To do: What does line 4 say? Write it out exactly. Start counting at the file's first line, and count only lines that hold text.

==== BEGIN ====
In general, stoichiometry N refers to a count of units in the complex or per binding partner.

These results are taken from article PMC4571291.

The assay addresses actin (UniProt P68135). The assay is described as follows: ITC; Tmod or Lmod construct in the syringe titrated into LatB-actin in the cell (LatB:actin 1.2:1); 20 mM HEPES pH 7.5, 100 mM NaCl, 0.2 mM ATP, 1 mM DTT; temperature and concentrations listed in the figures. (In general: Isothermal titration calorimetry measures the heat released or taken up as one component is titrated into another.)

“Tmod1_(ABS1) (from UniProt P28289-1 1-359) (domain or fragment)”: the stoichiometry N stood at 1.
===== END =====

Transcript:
“Tmod1_(ABS1) (from UniProt P28289-1 1-359) (domain or fragment)”: the stoichiometry N stood at 1.